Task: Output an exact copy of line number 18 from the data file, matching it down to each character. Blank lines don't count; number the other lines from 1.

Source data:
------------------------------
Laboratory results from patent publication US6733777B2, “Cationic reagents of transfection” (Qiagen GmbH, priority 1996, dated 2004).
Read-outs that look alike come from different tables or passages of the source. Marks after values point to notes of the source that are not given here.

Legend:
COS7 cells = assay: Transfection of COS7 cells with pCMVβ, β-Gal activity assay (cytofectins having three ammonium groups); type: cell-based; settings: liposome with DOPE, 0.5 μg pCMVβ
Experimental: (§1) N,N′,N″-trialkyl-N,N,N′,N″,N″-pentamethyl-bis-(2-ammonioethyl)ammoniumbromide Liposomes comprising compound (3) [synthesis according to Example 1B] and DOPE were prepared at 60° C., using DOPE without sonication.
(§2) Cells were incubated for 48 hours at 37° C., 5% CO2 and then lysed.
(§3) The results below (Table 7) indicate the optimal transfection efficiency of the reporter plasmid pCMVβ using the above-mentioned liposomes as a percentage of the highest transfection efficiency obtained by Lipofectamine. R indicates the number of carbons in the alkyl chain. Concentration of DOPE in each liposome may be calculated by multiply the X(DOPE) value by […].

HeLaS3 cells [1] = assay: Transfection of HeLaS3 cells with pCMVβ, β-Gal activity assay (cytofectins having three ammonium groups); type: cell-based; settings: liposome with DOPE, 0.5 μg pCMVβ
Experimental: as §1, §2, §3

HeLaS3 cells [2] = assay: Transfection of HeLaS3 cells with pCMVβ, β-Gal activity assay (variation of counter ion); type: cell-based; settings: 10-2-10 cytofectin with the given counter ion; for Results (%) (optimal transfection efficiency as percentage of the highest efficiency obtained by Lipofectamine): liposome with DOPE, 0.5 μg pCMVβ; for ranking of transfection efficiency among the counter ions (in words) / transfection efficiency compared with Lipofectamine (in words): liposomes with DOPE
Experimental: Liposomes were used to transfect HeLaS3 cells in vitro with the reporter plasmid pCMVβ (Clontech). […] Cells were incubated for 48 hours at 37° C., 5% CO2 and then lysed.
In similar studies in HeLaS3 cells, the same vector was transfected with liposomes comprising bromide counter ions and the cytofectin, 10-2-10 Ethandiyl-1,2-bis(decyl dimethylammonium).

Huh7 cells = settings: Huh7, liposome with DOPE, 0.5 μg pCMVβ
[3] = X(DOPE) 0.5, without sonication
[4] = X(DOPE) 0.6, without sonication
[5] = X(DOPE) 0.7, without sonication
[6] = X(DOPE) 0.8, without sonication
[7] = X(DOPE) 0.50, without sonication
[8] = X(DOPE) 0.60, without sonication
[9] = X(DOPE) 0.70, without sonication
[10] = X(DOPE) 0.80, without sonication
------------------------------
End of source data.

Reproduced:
[7] = X(DOPE) 0.50, without sonication